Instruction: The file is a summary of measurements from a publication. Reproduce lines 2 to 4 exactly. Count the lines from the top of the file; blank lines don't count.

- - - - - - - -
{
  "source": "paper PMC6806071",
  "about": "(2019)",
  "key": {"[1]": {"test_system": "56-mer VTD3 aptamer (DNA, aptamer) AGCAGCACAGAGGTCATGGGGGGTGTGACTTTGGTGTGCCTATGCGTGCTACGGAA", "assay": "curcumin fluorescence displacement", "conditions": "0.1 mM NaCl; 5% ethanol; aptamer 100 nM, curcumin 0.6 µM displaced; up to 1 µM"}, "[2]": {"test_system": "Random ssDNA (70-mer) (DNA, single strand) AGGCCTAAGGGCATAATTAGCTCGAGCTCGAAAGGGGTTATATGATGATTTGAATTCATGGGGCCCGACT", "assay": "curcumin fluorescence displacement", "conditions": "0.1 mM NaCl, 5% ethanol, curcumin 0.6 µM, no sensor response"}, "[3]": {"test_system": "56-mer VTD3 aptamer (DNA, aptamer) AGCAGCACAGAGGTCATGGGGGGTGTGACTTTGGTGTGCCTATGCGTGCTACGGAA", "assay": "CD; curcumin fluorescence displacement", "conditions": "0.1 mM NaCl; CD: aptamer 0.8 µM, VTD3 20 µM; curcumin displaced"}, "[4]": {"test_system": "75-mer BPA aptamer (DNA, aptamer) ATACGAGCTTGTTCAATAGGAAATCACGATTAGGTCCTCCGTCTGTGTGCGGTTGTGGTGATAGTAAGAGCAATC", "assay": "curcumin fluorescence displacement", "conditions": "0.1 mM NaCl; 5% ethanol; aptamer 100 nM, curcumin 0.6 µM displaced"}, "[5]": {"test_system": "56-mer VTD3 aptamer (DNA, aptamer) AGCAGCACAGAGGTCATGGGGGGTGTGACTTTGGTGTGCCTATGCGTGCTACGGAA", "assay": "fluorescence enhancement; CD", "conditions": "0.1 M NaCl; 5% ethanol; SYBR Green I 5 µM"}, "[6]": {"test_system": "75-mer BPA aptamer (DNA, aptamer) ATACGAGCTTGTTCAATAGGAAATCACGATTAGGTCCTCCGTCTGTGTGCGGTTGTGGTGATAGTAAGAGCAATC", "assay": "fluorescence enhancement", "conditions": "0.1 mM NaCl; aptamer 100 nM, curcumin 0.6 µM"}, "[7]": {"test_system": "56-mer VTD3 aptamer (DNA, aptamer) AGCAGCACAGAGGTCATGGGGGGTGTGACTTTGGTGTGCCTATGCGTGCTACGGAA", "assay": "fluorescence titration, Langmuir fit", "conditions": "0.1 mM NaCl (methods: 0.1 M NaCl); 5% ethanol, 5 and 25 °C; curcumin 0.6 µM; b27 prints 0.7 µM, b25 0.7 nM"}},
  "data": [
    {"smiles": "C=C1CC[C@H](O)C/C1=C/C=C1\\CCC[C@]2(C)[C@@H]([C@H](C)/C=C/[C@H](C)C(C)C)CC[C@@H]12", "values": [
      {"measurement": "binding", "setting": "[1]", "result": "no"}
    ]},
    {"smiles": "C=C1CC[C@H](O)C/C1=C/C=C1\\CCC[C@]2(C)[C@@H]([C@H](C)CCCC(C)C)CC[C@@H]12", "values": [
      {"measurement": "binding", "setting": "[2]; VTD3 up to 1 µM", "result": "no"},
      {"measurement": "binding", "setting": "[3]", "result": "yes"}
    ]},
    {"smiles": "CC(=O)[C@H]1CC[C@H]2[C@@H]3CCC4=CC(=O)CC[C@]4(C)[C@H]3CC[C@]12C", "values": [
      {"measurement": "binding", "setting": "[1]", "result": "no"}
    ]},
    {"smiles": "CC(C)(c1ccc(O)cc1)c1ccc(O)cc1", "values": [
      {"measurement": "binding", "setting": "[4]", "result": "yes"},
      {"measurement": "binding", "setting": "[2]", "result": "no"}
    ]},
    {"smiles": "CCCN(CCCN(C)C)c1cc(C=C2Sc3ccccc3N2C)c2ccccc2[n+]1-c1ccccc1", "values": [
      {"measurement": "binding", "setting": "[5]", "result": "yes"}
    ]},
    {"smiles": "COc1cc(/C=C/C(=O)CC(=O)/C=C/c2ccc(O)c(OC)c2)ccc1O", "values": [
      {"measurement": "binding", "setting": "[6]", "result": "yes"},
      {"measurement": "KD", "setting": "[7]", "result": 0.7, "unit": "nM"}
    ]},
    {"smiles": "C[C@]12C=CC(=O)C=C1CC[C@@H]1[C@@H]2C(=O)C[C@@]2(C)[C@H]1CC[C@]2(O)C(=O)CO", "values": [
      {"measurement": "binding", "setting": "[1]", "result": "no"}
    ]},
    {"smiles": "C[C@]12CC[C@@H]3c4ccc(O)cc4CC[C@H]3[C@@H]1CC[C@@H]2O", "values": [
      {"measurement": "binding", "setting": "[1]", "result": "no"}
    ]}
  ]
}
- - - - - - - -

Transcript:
  "source": "paper PMC6806071",
  "about": "(2019)",
  "key": {"[1]": {"test_system": "56-mer VTD3 aptamer (DNA, aptamer) AGCAGCACAGAGGTCATGGGGGGTGTGACTTTGGTGTGCCTATGCGTGCTACGGAA", "assay": "curcumin fluorescence displacement", "conditions": "0.1 mM NaCl; 5% ethanol; aptamer 100 nM, curcumin 0.6 µM displaced; up to 1 µM"}, "[2]": {"test_system": "Random ssDNA (70-mer) (DNA, single strand) AGGCCTAAGGGCATAATTAGCTCGAGCTCGAAAGGGGTTATATGATGATTTGAATTCATGGGGCCCGACT", "assay": "curcumin fluorescence displacement", "conditions": "0.1 mM NaCl, 5% ethanol, curcumin 0.6 µM, no sensor response"}, "[3]": {"test_system": "56-mer VTD3 aptamer (DNA, aptamer) AGCAGCACAGAGGTCATGGGGGGTGTGACTTTGGTGTGCCTATGCGTGCTACGGAA", "assay": "CD; curcumin fluorescence displacement", "conditions": "0.1 mM NaCl; CD: aptamer 0.8 µM, VTD3 20 µM; curcumin displaced"}, "[4]": {"test_system": "75-mer BPA aptamer (DNA, aptamer) ATACGAGCTTGTTCAATAGGAAATCACGATTAGGTCCTCCGTCTGTGTGCGGTTGTGGTGATAGTAAGAGCAATC", "assay": "curcumin fluorescence displacement", "conditions": "0.1 mM NaCl; 5% ethanol; aptamer 100 nM, curcumin 0.6 µM displaced"}, "[5]": {"test_system": "56-mer VTD3 aptamer (DNA, aptamer) AGCAGCACAGAGGTCATGGGGGGTGTGACTTTGGTGTGCCTATGCGTGCTACGGAA", "assay": "fluorescence enhancement; CD", "conditions": "0.1 M NaCl; 5% ethanol; SYBR Green I 5 µM"}, "[6]": {"test_system": "75-mer BPA aptamer (DNA, aptamer) ATACGAGCTTGTTCAATAGGAAATCACGATTAGGTCCTCCGTCTGTGTGCGGTTGTGGTGATAGTAAGAGCAATC", "assay": "fluorescence enhancement", "conditions": "0.1 mM NaCl; aptamer 100 nM, curcumin 0.6 µM"}, "[7]": {"test_system": "56-mer VTD3 aptamer (DNA, aptamer) AGCAGCACAGAGGTCATGGGGGGTGTGACTTTGGTGTGCCTATGCGTGCTACGGAA", "assay": "fluorescence titration, Langmuir fit", "conditions": "0.1 mM NaCl (methods: 0.1 M NaCl); 5% ethanol, 5 and 25 °C; curcumin 0.6 µM; b27 prints 0.7 µM, b25 0.7 nM"}},